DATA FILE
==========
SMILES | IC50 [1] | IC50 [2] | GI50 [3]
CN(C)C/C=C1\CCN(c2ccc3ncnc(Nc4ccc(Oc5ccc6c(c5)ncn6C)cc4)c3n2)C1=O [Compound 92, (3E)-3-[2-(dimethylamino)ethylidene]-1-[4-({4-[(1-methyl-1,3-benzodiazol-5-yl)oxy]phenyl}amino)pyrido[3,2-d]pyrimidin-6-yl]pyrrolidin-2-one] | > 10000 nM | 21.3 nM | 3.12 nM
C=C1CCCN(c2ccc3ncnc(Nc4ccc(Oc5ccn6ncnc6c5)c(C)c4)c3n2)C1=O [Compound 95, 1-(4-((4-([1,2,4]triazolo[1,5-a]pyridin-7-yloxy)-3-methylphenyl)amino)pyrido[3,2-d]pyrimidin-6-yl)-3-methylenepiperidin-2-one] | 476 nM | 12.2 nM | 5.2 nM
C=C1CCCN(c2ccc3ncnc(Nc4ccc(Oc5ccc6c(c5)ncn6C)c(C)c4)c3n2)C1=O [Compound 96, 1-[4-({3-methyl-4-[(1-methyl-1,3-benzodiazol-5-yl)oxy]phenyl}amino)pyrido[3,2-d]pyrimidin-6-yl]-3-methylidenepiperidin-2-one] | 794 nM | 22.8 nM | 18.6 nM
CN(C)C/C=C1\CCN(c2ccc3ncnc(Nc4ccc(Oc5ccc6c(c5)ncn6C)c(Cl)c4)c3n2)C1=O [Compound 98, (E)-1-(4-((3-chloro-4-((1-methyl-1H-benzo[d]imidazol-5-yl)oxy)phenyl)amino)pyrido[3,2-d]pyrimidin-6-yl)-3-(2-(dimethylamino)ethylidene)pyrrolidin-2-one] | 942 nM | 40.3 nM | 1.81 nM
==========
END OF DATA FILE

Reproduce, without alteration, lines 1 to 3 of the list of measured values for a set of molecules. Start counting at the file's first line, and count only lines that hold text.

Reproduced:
SMILES | IC50 [1] | IC50 [2] | GI50 [3]
CN(C)C/C=C1\CCN(c2ccc3ncnc(Nc4ccc(Oc5ccc6c(c5)ncn6C)cc4)c3n2)C1=O [Compound 92, (3E)-3-[2-(dimethylamino)ethylidene]-1-[4-({4-[(1-methyl-1,3-benzodiazol-5-yl)oxy]phenyl}amino)pyrido[3,2-d]pyrimidin-6-yl]pyrrolidin-2-one] | > 10000 nM | 21.3 nM | 3.12 nM
C=C1CCCN(c2ccc3ncnc(Nc4ccc(Oc5ccn6ncnc6c5)c(C)c4)c3n2)C1=O [Compound 95, 1-(4-((4-([1,2,4]triazolo[1,5-a]pyridin-7-yloxy)-3-methylphenyl)amino)pyrido[3,2-d]pyrimidin-6-yl)-3-methylenepiperidin-2-one] | 476 nM | 12.2 nM | 5.2 nM